DNA Damage Repair (DDR) has come a long way over the last decade or so from preclinical development through clinical trials, including some notable failures along the way. What began initially with PARP inhibitors, has now expanded into other related targets in the pathway, including ATM/ATR, WEE–1, Chk1/2, DNA-PK, and even Fanconi anemia genes such as FANCA/BC/D1, BRIP1 and PALB2, which are considered an indication of BRCAness where there is also chromosomal instability and homologous recombination.
At AACR last week, there was plenty to learn about in the ever-expanding DDR niche in terms of new data from a relatively new target such as DNA-PK to updated clinical data on WEE–1 and Chk1 inhibition to early data on PARP in a new tumour type to add to the growing list of ovarian, breast, and prostate cancers that are impacted by DDR therapies.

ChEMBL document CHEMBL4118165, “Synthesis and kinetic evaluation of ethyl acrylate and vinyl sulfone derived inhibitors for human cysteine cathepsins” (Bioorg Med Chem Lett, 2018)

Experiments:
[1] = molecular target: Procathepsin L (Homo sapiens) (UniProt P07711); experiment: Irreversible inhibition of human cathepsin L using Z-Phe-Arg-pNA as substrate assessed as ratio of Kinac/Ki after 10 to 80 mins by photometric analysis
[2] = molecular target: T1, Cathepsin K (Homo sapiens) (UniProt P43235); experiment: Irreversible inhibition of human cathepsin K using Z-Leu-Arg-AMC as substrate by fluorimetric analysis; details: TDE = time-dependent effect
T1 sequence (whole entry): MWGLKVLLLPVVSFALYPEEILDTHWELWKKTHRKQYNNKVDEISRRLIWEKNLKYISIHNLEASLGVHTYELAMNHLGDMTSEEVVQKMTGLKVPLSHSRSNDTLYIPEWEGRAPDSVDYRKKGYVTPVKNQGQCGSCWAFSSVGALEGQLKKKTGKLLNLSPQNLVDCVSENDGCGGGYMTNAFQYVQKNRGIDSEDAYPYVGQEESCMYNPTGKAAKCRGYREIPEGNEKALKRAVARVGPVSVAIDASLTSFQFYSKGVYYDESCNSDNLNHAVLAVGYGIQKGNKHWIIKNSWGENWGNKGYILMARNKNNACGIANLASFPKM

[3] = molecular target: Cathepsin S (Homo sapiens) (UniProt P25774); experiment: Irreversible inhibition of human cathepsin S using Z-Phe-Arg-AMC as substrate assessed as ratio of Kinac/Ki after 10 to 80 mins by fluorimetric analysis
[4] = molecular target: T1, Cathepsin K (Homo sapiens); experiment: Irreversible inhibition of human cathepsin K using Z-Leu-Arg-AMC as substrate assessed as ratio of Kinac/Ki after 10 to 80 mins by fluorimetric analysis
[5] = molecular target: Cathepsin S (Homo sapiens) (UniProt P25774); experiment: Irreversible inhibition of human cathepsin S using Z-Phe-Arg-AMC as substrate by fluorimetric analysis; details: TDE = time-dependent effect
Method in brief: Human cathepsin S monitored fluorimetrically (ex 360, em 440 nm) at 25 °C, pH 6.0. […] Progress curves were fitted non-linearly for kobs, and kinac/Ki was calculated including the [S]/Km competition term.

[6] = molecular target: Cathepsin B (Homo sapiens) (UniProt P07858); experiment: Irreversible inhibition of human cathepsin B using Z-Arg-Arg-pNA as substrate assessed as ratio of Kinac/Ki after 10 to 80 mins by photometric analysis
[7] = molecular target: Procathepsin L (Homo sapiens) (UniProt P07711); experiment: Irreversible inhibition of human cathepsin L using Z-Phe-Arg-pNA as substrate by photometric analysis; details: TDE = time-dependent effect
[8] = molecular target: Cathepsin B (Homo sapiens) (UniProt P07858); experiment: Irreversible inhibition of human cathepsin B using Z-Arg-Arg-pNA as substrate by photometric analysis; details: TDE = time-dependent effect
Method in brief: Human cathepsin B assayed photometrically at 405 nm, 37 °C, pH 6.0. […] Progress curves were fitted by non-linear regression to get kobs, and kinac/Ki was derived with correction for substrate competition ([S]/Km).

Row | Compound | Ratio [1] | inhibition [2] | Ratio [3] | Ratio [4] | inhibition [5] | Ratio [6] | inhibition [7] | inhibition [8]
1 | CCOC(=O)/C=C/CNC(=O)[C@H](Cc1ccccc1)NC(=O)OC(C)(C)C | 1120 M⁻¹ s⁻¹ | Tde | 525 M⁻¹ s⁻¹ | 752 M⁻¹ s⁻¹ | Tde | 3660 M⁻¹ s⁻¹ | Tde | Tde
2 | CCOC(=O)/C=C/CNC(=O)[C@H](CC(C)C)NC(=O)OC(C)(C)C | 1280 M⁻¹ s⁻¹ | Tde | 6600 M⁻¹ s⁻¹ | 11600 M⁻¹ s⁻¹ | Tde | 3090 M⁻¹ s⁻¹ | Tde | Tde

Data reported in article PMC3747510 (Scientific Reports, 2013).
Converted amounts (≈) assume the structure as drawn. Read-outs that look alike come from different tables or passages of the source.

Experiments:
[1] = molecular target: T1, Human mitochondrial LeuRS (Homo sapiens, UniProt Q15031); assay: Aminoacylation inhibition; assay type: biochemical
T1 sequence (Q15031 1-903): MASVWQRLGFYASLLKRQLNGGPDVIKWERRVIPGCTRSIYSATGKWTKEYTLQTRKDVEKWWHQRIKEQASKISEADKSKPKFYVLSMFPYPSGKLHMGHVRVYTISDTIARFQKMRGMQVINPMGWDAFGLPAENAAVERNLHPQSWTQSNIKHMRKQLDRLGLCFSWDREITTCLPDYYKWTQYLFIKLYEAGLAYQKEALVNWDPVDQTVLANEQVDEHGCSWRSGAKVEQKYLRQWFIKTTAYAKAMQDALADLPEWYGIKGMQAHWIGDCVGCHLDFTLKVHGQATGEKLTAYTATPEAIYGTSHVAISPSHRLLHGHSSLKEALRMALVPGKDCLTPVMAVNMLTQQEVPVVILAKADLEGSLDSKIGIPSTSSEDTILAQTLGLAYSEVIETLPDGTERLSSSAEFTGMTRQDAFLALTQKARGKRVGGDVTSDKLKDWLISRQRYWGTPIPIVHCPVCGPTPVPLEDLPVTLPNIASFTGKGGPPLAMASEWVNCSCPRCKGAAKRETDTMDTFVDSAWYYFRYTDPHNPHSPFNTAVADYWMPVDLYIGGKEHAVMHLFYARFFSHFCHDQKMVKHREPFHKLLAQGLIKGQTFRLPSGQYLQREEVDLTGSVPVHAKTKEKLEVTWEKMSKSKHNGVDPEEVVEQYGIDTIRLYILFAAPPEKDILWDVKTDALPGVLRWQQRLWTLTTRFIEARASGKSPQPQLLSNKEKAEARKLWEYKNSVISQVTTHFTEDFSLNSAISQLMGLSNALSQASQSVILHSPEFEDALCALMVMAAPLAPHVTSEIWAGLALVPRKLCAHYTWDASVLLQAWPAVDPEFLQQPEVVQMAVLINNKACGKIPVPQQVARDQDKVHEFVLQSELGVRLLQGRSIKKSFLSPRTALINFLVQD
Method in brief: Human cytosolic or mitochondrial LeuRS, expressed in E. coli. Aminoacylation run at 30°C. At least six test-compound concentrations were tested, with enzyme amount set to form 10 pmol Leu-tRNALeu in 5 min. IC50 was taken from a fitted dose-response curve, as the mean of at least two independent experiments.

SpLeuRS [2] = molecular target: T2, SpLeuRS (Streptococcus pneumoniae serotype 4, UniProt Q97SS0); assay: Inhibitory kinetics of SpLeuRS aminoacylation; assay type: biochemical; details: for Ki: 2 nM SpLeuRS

Included in this post are 10 key targets or molecules in the DDR niche that are of potential interest to readers – we explain why we included them and why the data matters.
Here we take a look at the highlights that we came across in this mini review, which should be useful preparation ahead of yet more clinical data likely being presented at ASCO and ESMO later this year.